I am officially freaking out. It’s the bad part of grief, the “if only I had…,” the fight against the reality of loss, the self blame, the wanting to have been better (in a relationship that I loved, because I didn’t just love Don, I loved the me when I was with him and the us of us). It’s combined with performance anxiety about speaking about Don, all the while imagining him speaking in my right ear saying, “Improvise. That’s what I’d do.”
I’m like, “Of course that’s what you’d do.”
He’s like, “You can do it. Come on. Be in the moment.”
Sometimes, of course, I’m just arguing with myself, and I can tell this because the comments get so sarcastic and Don never talked to me that way.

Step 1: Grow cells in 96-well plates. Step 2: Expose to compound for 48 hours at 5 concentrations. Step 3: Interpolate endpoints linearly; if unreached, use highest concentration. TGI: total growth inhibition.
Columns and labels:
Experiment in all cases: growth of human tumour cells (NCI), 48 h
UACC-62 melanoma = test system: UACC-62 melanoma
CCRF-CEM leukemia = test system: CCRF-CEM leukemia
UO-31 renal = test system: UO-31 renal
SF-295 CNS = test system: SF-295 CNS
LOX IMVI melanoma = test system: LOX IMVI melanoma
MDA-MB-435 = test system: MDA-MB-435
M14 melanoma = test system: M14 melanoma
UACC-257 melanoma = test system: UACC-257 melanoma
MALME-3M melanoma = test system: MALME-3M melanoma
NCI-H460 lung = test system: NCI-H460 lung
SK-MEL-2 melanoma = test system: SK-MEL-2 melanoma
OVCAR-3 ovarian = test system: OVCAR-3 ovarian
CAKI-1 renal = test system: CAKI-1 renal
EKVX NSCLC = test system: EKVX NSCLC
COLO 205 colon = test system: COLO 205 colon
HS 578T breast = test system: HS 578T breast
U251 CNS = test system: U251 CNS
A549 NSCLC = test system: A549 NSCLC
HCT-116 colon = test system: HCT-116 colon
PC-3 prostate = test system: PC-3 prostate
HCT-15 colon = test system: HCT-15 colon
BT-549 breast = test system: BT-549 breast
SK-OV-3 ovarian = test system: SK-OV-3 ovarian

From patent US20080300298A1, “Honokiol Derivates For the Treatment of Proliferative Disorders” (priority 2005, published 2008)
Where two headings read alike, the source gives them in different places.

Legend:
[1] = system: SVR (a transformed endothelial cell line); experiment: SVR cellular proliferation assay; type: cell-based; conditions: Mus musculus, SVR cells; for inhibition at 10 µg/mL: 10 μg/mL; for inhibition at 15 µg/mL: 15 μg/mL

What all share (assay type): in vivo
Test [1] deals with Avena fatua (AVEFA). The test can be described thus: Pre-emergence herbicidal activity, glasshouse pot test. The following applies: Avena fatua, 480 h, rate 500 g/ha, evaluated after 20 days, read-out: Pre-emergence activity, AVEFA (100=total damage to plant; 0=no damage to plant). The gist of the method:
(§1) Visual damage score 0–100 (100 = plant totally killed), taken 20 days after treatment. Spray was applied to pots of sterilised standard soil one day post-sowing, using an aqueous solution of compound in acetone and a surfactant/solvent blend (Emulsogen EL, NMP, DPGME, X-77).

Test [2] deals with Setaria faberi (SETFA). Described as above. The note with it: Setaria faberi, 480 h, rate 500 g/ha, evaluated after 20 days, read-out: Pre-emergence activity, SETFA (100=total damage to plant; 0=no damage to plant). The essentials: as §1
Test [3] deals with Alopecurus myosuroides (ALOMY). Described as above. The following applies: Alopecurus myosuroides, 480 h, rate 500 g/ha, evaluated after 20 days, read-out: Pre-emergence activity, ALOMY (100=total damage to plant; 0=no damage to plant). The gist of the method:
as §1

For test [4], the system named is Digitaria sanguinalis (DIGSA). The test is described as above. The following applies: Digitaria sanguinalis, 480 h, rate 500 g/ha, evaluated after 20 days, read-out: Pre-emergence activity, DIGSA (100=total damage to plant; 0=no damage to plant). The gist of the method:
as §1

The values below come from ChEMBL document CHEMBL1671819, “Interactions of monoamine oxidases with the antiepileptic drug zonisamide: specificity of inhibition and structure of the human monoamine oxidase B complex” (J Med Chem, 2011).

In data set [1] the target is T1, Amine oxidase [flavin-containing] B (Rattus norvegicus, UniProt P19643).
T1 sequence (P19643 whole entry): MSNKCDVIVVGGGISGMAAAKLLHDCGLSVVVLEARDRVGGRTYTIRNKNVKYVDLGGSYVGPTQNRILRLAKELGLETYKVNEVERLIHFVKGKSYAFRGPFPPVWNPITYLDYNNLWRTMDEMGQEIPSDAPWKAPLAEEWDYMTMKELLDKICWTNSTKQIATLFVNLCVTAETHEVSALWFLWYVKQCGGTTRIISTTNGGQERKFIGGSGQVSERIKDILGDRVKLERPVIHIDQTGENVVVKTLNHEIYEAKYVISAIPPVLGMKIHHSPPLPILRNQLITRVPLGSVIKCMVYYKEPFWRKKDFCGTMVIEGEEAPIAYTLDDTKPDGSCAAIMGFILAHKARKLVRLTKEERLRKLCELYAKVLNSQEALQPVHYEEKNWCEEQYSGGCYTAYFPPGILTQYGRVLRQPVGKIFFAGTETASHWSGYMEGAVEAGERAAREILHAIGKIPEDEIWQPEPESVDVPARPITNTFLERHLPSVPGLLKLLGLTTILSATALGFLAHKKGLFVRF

In the middle of this…the fear of saying something wrong, or too personal, or, whatever/whoever help me, repeating something I’ve written here, I call a friend in Oregon and she reads me this:
“In everyone’s life, there is great need for an anam cara, a soul friend. In this love, you are understood as you are without mask or pretension. The superficial and functional lies and half-truths of social acquaintance fall away, you can be as you really are. Love allows understanding to dawn, and understanding is precious. Where you are understood, you are at home. ”
p. 14, “Anam Cara: A Book of Celtic Wisdom,” by John O’Donohue.
I think, if I imagine I’m just talking to Don, maybe I’ll be okay. Maybe I’ll still be home.